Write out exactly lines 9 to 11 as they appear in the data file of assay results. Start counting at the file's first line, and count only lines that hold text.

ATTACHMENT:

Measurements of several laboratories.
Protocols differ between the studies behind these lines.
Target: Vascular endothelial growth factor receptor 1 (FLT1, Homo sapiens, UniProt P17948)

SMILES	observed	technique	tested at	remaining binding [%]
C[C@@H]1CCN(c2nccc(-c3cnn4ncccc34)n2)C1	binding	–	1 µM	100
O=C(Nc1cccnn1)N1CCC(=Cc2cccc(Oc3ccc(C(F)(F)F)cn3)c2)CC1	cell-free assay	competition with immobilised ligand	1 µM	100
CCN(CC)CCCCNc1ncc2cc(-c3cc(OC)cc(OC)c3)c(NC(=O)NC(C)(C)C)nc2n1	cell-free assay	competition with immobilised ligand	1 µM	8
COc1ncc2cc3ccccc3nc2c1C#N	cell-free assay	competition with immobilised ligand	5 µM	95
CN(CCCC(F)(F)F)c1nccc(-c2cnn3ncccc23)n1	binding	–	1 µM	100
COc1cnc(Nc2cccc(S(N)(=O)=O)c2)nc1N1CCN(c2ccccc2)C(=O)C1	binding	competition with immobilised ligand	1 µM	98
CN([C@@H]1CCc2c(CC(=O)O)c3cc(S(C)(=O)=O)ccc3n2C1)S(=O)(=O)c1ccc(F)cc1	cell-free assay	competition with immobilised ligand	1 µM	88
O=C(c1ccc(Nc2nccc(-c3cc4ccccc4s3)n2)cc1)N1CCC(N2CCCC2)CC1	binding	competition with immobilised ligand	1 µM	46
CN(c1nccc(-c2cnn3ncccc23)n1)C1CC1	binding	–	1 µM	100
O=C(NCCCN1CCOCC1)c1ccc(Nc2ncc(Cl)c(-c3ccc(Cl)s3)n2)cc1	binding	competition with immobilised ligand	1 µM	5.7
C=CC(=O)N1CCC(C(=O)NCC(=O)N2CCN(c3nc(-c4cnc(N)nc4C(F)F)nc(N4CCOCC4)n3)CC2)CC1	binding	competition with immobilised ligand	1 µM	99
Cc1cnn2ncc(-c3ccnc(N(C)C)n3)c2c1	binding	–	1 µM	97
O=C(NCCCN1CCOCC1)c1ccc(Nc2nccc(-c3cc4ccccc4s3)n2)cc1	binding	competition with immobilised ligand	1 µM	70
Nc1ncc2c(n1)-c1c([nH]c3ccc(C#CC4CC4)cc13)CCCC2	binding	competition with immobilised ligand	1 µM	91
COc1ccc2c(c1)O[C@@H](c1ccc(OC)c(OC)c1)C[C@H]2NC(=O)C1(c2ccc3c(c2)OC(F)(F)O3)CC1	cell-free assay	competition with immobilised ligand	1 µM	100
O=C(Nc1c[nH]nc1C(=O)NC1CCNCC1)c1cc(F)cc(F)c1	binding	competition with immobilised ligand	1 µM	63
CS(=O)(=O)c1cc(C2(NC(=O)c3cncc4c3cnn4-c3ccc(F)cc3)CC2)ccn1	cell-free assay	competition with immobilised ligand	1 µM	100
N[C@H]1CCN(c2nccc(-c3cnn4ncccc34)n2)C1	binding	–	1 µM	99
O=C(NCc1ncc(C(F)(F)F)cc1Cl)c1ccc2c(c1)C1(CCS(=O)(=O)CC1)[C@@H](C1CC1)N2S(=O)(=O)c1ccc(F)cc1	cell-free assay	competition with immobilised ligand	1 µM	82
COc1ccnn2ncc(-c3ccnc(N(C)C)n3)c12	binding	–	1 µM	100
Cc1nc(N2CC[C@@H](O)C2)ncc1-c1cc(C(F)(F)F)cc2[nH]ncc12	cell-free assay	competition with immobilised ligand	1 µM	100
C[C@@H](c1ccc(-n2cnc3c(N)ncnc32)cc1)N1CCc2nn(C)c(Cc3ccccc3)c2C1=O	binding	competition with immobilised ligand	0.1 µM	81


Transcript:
CN(CCCC(F)(F)F)c1nccc(-c2cnn3ncccc23)n1	binding	–	1 µM	100
COc1cnc(Nc2cccc(S(N)(=O)=O)c2)nc1N1CCN(c2ccccc2)C(=O)C1	binding	competition with immobilised ligand	1 µM	98
CN([C@@H]1CCc2c(CC(=O)O)c3cc(S(C)(=O)=O)ccc3n2C1)S(=O)(=O)c1ccc(F)cc1	cell-free assay	competition with immobilised ligand	1 µM	88